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Thermally Driven Gap Winds into the Mexico City Basin

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  • 1 Pacific Northwest National Laboratory, Richland, Washington
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Abstract

A southeasterly flow in the form of a low-level jet that enters the Mexico City basin through a mountain gap in the southeast corner of the basin developed consistently in the afternoons or early evenings during a four-week 1997 winter field campaign. Peak wind speeds often exceeded 10 m s−1. Although these winds have not been studied previously, the observations suggest that they are a regular feature of the basin wind system, at least during the winter months. The jets were found more frequently during the early part of the experiment, when conditions in the basin were generally warmer, drier, and less cloudy, than in the later part when conditions were cooler, more humid, and cloudier. The winds usually were stronger during the early period, also. Temperature measurements from radiosondes launched inside and outside the basin showed a dependence of the gap wind strength on the temperature differences between the two regions. A three-dimensional numerical model was used to simulate the characteristics of the gap flows to provide information on the mechanisms responsible for their development. The maximum speed of the jet usually is reached several hours after the occurrence of the maximum temperature gradient between the basin and the region to the south. An analysis of the momentum balance shows that the gap wind is initiated by a north–south pressure gradient across the gap in the lower boundary layer arising from temperature differences between the warmer basin and the cooler exterior air. Penetration of the gap wind into the basin is caused primarily by horizontal advection. The gap wind plays an important role in the formation of a convergence zone, which can have an important effect on surface air pollutant distributions in the basin.

Corresponding author address: J. Christopher Doran, P.O. Box 999, MSIN K9-30, Richland, WA 99352.

jc_doran@pnl.gov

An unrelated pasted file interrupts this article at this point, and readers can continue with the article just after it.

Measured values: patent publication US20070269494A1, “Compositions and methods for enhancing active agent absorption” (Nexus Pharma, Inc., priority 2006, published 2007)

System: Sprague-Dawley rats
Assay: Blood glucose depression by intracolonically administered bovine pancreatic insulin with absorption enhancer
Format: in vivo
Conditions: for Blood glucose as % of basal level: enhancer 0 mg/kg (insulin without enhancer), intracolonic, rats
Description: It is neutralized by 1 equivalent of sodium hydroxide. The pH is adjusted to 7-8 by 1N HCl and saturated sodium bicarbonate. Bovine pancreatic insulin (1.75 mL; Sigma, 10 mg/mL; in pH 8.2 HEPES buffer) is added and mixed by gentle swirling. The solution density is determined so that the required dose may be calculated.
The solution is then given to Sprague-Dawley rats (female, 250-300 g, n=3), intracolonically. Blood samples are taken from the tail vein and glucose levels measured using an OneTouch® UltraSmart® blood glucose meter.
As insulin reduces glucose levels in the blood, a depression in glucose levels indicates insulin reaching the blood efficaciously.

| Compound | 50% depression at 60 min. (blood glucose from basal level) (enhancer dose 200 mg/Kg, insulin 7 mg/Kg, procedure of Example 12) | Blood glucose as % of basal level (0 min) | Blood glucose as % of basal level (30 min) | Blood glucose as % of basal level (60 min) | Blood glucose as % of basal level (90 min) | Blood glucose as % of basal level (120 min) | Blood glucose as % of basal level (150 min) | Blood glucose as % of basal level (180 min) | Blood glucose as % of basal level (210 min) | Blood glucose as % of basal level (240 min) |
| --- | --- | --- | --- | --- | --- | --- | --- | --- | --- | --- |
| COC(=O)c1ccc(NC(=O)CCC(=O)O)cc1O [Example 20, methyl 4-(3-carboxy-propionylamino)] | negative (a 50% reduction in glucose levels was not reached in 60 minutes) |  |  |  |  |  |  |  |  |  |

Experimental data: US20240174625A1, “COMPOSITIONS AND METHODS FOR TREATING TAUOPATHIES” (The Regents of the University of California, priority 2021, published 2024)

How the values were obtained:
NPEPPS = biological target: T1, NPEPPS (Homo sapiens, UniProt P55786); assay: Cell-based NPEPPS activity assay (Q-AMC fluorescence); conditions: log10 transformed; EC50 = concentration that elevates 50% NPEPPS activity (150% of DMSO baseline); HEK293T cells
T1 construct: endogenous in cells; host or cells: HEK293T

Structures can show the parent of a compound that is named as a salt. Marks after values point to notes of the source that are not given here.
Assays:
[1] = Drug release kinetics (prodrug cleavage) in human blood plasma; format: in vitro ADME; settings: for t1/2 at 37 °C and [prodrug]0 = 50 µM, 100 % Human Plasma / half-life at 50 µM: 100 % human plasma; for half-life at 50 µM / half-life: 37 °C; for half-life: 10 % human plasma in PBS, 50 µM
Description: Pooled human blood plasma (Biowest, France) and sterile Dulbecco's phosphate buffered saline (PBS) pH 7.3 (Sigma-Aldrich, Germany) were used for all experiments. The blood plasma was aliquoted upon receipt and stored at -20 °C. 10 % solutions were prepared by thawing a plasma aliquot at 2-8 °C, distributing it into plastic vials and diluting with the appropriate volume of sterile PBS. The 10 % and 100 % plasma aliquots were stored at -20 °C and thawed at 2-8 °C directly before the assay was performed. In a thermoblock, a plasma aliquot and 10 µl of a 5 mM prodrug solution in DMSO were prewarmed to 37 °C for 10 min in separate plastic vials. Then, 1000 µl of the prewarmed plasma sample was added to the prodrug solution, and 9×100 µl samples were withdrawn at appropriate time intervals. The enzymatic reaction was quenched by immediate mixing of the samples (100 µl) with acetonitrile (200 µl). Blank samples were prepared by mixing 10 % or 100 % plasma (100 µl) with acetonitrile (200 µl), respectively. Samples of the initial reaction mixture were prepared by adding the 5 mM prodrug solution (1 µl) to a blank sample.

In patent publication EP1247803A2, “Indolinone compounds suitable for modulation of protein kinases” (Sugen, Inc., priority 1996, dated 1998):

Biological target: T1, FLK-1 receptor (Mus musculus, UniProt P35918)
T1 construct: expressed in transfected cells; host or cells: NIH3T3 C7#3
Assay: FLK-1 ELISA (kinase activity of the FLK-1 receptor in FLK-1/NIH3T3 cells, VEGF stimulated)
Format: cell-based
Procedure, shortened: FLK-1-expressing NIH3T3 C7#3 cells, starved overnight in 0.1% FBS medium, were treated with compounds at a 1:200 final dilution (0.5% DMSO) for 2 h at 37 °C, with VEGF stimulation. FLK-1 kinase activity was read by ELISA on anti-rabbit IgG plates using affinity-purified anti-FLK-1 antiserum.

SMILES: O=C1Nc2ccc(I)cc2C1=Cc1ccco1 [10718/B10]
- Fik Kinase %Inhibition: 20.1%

Abstract

A southeasterly flow in the form of a low-level jet that enters the Mexico City basin through a mountain gap in the southeast corner of the basin developed consistently in the afternoons or early evenings during a four-week 1997 winter field campaign. Peak wind speeds often exceeded 10 m s−1. Although these winds have not been studied previously, the observations suggest that they are a regular feature of the basin wind system, at least during the winter months. The jets were found more frequently during the early part of the experiment, when conditions in the basin were generally warmer, drier, and less cloudy, than in the later part when conditions were cooler, more humid, and cloudier. The winds usually were stronger during the early period, also. Temperature measurements from radiosondes launched inside and outside the basin showed a dependence of the gap wind strength on the temperature differences between the two regions. A three-dimensional numerical model was used to simulate the characteristics of the gap flows to provide information on the mechanisms responsible for their development. The maximum speed of the jet usually is reached several hours after the occurrence of the maximum temperature gradient between the basin and the region to the south. An analysis of the momentum balance shows that the gap wind is initiated by a north–south pressure gradient across the gap in the lower boundary layer arising from temperature differences between the warmer basin and the cooler exterior air. Penetration of the gap wind into the basin is caused primarily by horizontal advection. The gap wind plays an important role in the formation of a convergence zone, which can have an important effect on surface air pollutant distributions in the basin.

Corresponding author address: J. Christopher Doran, P.O. Box 999, MSIN K9-30, Richland, WA 99352.

jc_doran@pnl.gov

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